Proctor Academy hosted the 3rd Annual Rail Trail Rally to benefit Special Olympics New Hampshire Saturday morning. With over 250 participants, including 80 Special Olympians, hundreds of volunteers, and every Proctor student (who was not taking the SAT's) taking part, the event was the biggest in its three year history. Even larger than the event itself, however, is the impact the event has left on each of our lives.
In the spring of 2014, Proctor athletic director Gregor Makechnie ‘90 began conversations with Mary Conroy, the president of Special Olympics New Hampshire, investigating ways the Proctor community could get involved with Special Olympics. Six months later, Proctor hosted the first Rail Trail Rally. Proctor’s relationship with Special Olympics has continued to grow since that initial event to include training for Proctor students to host a young athletes program (YAP) for Special Olympics and annual participation in the Prep School Polar Plunge in Lake Winnipesaukee each winter.
How do we build a sense of belonging without relying on a common enemy -- prejudice?
- Dan Habib, Including Samuel
In advance of this year’s Rail Trail Rally, Proctor students and their advisors gathered Friday evening to watch the documentary film, Including Samuel. The window into Samuel’s challenges living with cerebral palsy and the impact on his family laid a powerful foundation for the relationships faculty and students would build with Special Olympians on Saturday morning.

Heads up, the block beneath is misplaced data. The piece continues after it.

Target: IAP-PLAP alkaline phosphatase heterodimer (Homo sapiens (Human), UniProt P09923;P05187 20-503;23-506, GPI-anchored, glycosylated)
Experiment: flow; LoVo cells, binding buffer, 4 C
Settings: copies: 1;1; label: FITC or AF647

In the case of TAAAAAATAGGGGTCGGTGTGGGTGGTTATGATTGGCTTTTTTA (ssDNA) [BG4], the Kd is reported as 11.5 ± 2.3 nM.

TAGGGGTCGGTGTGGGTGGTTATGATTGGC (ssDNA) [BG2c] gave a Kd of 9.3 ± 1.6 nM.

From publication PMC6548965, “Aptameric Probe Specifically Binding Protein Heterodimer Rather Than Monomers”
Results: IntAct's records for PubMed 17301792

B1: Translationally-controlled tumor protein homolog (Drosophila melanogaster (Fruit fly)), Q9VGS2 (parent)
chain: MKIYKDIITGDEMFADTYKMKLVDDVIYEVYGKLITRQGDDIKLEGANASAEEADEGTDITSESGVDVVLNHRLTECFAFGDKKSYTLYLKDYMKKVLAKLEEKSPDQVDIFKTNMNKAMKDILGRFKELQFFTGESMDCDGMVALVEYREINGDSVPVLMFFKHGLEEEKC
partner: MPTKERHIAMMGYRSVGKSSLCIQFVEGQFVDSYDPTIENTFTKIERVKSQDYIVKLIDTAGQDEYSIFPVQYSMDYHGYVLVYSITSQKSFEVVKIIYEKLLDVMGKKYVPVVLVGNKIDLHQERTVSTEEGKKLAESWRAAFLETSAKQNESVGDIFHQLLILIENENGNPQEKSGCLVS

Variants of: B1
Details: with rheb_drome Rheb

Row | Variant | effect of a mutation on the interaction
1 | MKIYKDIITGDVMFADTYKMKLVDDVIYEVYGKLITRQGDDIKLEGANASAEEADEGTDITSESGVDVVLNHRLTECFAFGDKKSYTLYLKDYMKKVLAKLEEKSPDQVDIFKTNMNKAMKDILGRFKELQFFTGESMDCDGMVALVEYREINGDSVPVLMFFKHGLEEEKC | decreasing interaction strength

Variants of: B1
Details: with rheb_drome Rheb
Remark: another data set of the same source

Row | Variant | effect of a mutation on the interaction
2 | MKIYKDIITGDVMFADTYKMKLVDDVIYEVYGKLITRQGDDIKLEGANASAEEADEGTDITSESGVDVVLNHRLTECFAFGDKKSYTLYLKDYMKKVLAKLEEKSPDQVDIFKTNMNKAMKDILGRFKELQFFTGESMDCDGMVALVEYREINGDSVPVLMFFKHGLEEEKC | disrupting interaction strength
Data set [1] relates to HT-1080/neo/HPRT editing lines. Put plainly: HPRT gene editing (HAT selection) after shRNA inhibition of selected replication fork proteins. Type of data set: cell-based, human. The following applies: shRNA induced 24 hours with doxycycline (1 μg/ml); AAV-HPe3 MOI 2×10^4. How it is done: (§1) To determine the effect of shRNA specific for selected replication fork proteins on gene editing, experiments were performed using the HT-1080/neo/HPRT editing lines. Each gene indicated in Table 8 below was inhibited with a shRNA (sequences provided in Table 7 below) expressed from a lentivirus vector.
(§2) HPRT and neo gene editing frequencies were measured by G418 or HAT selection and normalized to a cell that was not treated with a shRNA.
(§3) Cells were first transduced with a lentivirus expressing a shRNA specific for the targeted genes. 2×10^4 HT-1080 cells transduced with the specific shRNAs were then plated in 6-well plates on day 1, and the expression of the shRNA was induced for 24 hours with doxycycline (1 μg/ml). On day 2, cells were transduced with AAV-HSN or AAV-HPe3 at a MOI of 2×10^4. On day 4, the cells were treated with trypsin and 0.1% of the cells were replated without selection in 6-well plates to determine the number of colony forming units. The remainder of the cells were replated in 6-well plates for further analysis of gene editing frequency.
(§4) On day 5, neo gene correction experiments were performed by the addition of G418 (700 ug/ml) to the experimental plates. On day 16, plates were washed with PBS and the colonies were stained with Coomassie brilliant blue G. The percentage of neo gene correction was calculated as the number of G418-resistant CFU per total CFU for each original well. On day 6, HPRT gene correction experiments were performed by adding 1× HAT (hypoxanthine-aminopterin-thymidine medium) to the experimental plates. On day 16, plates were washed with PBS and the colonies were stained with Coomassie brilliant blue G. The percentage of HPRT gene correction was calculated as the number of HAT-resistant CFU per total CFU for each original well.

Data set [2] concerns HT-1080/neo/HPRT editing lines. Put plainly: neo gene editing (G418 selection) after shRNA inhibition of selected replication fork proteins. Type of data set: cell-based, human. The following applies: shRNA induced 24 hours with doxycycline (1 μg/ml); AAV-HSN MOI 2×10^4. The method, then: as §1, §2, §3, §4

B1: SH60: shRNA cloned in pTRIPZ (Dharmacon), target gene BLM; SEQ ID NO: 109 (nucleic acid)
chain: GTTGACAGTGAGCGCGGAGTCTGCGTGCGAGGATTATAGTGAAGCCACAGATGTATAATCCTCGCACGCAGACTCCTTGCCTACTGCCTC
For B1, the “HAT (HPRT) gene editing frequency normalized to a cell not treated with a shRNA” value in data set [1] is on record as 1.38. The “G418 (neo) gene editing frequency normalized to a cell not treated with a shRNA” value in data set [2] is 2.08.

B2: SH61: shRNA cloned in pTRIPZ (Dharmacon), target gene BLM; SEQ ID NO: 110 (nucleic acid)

The idea of prejudice and diversity within the Proctor community is one we revisit often as we seek to strengthen our community and teach students to understand, appreciate, and interact with those of different backgrounds. Our mission statement includes a clear charge to educate our diverse body of learners, and we recognize we each possess a unique learning style, personality, and physical abilities. We also recognize, however, that Proctor is an independent school with a subjective admissions process that inherently favors the ‘able’, thus limiting our students' ability to benefit from interactions with a complete cross-section of society.
As Proctor students, faculty, and staff gathered alongside Special Olympians and their families on Carr Field conversations blossomed and new friendships formed organically. There was no need for a curriculum, guided questions, or writing prompts. Over the course of the 1.5 mile and 5k run/walk and the 20k bike ride on the Northern Rail Trail, humans interacted with other and society’s labels effortlessly fell by the wayside. Collectively, we answered Habib’s question posed in Including Samuel: we build belonging without relying on prejudice simply by sharing experiences with those different than you. When you get proximate to the world around you, amazing things happen.
Many thanks to the New Hampshire State Police, the Town of Andover Police, Friends of the Northern Rail Trail, Special Olympics New Hampshire, and the many others who helped make this year’s Rail Trail Rally such a powerful experience for all involved!